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Future of Web Design Conference 2010

10:12 on Tue, 1 Jun 2010 | Design | 0 Comments

As has become tradition at Further, the design team decamped to London last week for the Future of Web Design conference held this year amongst the bankers in the City of London.

This year the format had been extended to tracks over two days but with the usual high standard of speakers from the upper echelons of web design.

The event was for the most part hosted by the ever enthusiastic Ryan Carson – a man for whom the words 'super awesome', 'good hustle' and 'bro' cannot be overused.

Ryan is rightly regarded as something of a legend within the web design community, and his company, Carsonified, produce some incredible work as well putting together events such as this and generally being a hub for discussion and debate through the excellent ThinkVitamin blog.

The atmosphere at The Brewery was great – relaxed and friendly, not to mention the great food which we took particular advantage of in an ultimately futile, yet satisfying, attempt to recoup the value of the conference ticket. Whilst I say 'we', Annette mostly looked on, ever so slightly disgusted.

Both of us were excited to see what we would get out of the conference – and we were not disappointed. So, whilst many different subjects were covered by the various speakers, hopefully a brief precis of the major themes covered will suffice.

The subjects of CSS3, HTML5, usability and user engagement came up on a number of occasions by various speakers. It seems that CSS3 and HTML5 will increasingly being used to enrich website design in a more accessible and efficient way than the use of flash, javascript and images are used now.

The possibilities are exciting, but I would argue that we are a way off the tipping point where their use becomes mainstream. The obvious sticking point is of course the traditional bane of the web designers and developers – Internet Explorer (IE). A couple of speakers were strong advocates of the immediate implementation of CSS3 properties to cater for the users of 'the modern browsers' whilst allowing for graceful degradation of these for users of IE. The theory being that if IE users get a slightly less 'glossy' version of your website then that's fine.
Whilst I have sympathy with this view, from a business point of view I would probably have difficulty arguing to a client that we should be concentrating our efforts for what still constitutes a minority of the browser market. We should wait perhaps to see what IE9 brings.

HTML5 looks similarly exciting, especially in terms of rendering of video within websites (goodbye flash movies?). Again, the technology is, for the most part, ahead of current versions of Internet Explorer (do you sense a theme here?) and is still a draft specification itself.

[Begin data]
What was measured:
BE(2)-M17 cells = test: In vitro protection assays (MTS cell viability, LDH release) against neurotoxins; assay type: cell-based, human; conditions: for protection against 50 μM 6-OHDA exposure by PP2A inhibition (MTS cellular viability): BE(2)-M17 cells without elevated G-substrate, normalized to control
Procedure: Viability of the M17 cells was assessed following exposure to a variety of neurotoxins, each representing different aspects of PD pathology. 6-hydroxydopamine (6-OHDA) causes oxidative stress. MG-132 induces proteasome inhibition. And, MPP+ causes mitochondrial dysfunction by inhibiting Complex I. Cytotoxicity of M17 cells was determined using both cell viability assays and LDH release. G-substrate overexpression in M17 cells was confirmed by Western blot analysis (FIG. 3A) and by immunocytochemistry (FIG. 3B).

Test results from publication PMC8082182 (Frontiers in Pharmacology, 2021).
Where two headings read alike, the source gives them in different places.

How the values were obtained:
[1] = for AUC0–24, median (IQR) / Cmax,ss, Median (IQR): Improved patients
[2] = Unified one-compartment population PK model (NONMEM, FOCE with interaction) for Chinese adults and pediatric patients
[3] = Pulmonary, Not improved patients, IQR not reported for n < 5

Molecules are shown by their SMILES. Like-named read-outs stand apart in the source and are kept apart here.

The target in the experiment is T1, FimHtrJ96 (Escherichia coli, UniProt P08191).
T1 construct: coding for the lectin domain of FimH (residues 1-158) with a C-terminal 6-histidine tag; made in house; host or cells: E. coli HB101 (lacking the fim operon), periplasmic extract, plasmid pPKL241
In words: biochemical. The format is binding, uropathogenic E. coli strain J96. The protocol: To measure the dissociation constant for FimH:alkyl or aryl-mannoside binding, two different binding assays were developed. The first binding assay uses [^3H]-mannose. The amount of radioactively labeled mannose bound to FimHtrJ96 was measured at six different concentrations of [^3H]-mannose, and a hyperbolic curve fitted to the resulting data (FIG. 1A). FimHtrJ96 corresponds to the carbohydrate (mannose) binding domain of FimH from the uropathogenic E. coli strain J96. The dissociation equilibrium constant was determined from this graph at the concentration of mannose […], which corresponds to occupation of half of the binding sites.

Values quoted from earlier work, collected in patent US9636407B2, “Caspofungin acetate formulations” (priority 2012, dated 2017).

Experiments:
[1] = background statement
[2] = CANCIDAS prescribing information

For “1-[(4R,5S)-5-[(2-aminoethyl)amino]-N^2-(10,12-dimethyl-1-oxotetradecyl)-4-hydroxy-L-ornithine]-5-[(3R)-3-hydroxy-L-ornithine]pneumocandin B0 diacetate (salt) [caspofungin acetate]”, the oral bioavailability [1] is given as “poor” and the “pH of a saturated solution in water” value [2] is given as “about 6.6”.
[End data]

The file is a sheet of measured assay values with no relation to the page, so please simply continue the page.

Some of the most interesting and animated speakers were found covering the subjects of user experience (UX), engagement and usability. One of our favourite presentations on these was by the Web Standardistas from Dublin. A slightly chaotic yet well executed presentation! These guys talked about how design must serve a function but how important it is to also bring in the emotional concept of design. They collaborated a list of elements to create a great UX, including experience/time, creating a solid foundation for Information architecture and user interface design, bringing an element of interaction to the experience, testing for usability and not forgetting the fundamentals of design including typography, colour, grids etc. The user expectations are always rising and we as designers need to be at the forefront to satisfy their ever growing needs.

The best quote from the conference has to go to Aaron Walter from MailChimp who said that 'Describing a website as usable is like describing a meal as edible'. In a presentation entitled 'Learning to Love Humans: Emotional Interface Design', Aaron proposed that as designers we should be looking to engage and entertain users by appealing to universal human needs.

Prize for the most polished (and perhaps enlightening) presentation came from Dan Rubin. Dan spoke on the subject of user testing and how it is possible to iterate numerous versions of, for example a checkout process, during one day of usability testing. His method basically involved presenting what were effectively flat visuals to test subjects, with only the relevant part of the page being functional – using very basic markup. This allows for rapid iteration of the design during the test itself without the need for the site build to be revisited by developers. The test subjects are completely unaware that they are not using a fully functioning site. An incredibly simple yet powerful tool.

There is obviously so much that we could talk about here from the two days of excellent presentations. Whilst we can't cover everything from FOWD 2010, special mention is reserved for the following:

Brett Welch (Adobe): For giving a 'sponsor presentation' that did not mention his product once.

Anna Debenham: For an entertaining and informative presentation on 'Freelance Survival Techniques' from a frighteningly assured 20 year old.

Robin Christopherson: For an all too brief insight into accessibility and design for mobile.

Elliot Jay Stocks: For inspiring universal jealousy over his client list.

As you can tell from the bulk of our post – it was a jam packed 2 days of web design pleasure. The event has definitely given us a lot to think about and lots of inspiration. We look forward to seeing what next year's conference brings…

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